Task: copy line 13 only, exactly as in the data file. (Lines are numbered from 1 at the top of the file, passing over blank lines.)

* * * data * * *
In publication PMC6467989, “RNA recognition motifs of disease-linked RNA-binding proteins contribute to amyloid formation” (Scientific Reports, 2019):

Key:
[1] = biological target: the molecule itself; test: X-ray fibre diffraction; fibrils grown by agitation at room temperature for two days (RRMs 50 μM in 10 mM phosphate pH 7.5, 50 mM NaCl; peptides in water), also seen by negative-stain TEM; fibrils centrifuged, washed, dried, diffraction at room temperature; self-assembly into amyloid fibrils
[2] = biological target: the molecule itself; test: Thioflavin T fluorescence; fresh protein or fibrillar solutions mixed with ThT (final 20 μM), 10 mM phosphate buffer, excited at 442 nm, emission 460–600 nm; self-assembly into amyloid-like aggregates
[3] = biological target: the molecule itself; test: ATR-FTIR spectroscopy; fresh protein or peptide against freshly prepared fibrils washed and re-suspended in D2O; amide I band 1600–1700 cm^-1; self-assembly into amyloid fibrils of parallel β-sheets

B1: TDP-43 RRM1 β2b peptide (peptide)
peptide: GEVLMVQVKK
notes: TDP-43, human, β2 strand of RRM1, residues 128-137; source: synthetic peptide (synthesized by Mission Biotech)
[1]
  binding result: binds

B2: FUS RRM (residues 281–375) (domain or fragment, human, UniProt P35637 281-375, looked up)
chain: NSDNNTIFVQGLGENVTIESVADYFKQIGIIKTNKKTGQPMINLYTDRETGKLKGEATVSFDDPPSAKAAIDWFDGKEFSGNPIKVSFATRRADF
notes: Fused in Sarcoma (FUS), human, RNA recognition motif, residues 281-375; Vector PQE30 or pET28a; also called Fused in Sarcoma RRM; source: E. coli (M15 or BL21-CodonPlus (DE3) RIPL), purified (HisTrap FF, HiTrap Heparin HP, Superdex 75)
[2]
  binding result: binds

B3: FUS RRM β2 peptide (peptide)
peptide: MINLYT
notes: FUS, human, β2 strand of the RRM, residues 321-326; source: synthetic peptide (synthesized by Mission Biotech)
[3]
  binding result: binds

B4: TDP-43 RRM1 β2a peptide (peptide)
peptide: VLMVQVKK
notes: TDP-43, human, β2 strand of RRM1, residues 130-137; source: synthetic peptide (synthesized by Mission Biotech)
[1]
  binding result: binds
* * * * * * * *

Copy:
notes: Fused in Sarcoma (FUS), human, RNA recognition motif, residues 281-375; Vector PQE30 or pET28a; also called Fused in Sarcoma RRM; source: E. coli (M15 or BL21-CodonPlus (DE3) RIPL), purified (HisTrap FF, HiTrap Heparin HP, Superdex 75)